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ITALIAN SCHOOL. oc0006 oooooo TITIAN. oooocooo0
MARTYRDOM OF ST. PETER
This picture, one of Titian's finest works, was painted at Venice, in 1528, for the church of St. John and St. Paul: this great artist was then forty eight years old, and he was commanded to execute it, in consequence of a competition between him and Palma, called Il Vecchio, or the old man.
St. Peter was born at Verona, towards the year 1205: educated by a catholic master, he professed that religion notwithstanding his father. As early as the age of fifteen he entered the order of St. Dominic, and preached, both with zeal and success. Being named inquisitor, his ardour increased in the midst of the dangers to which his situation exposed him, and was such, according to the expression of one of his historians, << that like unto a lion among ferocious beasts, he allowed no rest to the heretics. » Some inhabitants of Milan conspired against his life, and at the eve of Easter, on the road to Como, an assassin named Cavina met him, near the borders of a wood, struck him and threw him down, weltering in his blood: then, whilst he was running to put to death brother Dominico, his companion, he saw St. Peter on his knees repeating the Apostles' creed; the assassin, who was enraged anew, again, struck his victim, who then expired.
In this beautiful picture, every thing is great, forcible, and expressive. The grandeur of the figures, the boldness and truth of the foreshortenings, the manly expression of the heads, the display of the draperies agitated by the wind, the warmth of the colouring, and the nobleness of the landscape, are equally worthy of admiration.
This picture, painted on wood, came to the Paris Museum, where, in 1799, it was transferred on canvass by M. Haquin : in 1815 it was taken back to Venice. It has been engraved by Martin Rota, V. Lefèvre, and H. Laurent.
Height, 16 feet 6 inches; width, 9 feet 11 inches.
ÉCOLE ITALIENNE. oooooooo B. BISCAINO. oooooooo GALERIE DE DRESDE.
LA FEMME ADULTÈRE.
La loi de Moïse ordonnant de faire mourir ceux qui avaient commis un adultère, l'usage était de les conduire hors de la ville et de les lapider; mais cela n'avait lieu qu'après un jugement rendu par les prêtres, sur la plainte du mari et la déposition de plusieurs témoins.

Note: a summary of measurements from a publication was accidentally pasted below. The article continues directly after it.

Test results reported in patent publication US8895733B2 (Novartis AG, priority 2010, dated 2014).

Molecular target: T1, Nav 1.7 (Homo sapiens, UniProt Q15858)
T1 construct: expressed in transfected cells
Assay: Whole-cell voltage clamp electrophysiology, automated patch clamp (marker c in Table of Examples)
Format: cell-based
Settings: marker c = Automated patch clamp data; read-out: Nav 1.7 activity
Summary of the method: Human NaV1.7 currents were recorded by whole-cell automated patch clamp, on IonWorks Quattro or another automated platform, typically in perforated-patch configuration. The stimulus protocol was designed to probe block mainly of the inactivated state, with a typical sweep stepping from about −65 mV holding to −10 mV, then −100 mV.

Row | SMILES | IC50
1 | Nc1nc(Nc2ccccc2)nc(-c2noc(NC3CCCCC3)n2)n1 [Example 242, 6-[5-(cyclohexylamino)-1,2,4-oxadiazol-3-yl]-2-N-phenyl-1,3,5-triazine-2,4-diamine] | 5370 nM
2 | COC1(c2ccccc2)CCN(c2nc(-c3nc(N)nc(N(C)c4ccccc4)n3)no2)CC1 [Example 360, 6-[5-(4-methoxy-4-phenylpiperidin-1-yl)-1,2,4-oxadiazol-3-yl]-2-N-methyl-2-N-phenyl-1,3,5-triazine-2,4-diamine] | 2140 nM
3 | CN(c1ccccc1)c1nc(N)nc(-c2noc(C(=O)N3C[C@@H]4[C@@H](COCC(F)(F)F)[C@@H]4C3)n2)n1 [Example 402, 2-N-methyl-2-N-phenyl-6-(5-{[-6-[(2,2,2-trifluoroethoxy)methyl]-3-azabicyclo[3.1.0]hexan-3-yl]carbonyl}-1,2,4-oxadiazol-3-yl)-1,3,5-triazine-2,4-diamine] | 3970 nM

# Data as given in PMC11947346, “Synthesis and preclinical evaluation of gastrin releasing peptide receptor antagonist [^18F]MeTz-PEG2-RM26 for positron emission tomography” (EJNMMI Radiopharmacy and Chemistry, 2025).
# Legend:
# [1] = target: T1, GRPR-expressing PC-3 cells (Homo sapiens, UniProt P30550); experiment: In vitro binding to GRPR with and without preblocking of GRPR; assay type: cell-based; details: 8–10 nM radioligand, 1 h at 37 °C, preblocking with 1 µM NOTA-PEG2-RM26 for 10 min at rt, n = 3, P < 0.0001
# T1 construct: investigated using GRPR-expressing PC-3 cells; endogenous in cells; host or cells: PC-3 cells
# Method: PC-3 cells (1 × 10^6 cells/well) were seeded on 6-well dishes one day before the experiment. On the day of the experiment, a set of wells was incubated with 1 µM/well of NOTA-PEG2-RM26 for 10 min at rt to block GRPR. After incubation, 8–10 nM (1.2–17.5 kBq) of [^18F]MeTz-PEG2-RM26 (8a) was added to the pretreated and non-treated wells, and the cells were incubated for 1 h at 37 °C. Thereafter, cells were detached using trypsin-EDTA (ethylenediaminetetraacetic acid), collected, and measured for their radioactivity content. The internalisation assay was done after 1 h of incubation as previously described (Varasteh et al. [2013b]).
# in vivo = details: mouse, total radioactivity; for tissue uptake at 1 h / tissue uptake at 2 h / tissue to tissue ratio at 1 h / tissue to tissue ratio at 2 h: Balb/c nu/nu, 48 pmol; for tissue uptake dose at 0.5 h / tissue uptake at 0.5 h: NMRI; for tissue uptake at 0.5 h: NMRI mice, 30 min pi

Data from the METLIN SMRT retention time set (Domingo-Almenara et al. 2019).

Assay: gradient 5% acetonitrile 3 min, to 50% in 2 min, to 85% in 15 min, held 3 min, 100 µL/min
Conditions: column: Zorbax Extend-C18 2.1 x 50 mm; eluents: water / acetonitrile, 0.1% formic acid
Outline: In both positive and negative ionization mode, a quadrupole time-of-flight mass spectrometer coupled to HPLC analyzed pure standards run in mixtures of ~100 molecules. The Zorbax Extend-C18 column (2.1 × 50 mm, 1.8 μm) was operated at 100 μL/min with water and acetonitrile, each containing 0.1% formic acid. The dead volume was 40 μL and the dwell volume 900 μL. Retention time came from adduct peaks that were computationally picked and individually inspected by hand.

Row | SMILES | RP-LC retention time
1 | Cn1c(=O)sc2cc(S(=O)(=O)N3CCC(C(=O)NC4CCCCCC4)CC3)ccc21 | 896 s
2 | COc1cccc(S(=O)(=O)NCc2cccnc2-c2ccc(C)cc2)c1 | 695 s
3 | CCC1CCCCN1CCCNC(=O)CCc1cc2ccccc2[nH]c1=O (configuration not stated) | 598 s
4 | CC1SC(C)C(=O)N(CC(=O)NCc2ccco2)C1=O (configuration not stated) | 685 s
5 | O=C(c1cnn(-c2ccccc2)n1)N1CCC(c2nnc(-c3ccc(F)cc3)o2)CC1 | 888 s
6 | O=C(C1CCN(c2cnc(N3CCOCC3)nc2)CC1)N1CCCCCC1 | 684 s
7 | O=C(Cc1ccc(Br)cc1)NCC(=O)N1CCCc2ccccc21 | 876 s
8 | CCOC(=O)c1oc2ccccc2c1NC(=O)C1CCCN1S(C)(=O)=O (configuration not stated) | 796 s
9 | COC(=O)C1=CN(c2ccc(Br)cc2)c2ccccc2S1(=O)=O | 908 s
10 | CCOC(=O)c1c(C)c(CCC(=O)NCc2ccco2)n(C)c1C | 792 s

Voulant donc tenter Jésus-Christ, et voir s'il pourrait dans ce cas éluder la loi, et user de son indulgence ordinaire envers une personne coupable, les scribes et les pharisiens lui présentèrent une femme amenée devant eux, et lui dirent: Maître, cette femme vient d'être surprise en adultère : or Moïse nous a commandé dans la loi de lapider ces sortes de personnes; vous donc qu'en dites-vous? » Jésus-Christ alors se baissant, écrivit avec son doigt sur le sable, et leur dit : « Que celui de vous qui est sans péché lui jette la première pierre.
Les tableaux de Biscaïno sont assez rares. Le peintre, en rendant ce sujet, a donné à ses figures des expressions convenables et variées; les figures sont de grandeur naturelle, mais à mi-corps.
Ce tableau fait partie de la Galerie de Dresde; il a été gravé par Joseph Camerata.
Larg., 7 pieds; haut., 5 pieds 3 pouces.
ITALIAN SCHOOL. 000000co B. BISCAINO, 00000000 DRESDEN GALLERY.
The law of Moses commanding to put to death those who had committed adultery, the custom was to take them out of the town, and to stone them: but this could take place, only after a judgement, pronounced by the priests, upon the deposition of the husband, and of several witnesses.
The scribes and pharisees, wishing to tempt Jesus Christ, by trying if he would, in that case, elude the law, and make use of his usual indulgence towards a guilty person, brought unto him a woman, saying: « Master, this woman was taken in adultery, in the very act: now Moses in the law commanded us, that such should be stoned: but what sayest thou? » Jesus Christ stooping down, wrote with his finger and said to them : « He that is without sin among you, let him first cast a stone at
Biscaino's pictures are rather scarce. In this subject, the artist has given a suitable and varied expression to his personages the figures are of the natural size, but half length. This picture forms part of the Dresden gallery. It has been engraved by Joseph Camerata.
Width, 7 feet 5 inches; height, 5 feet 7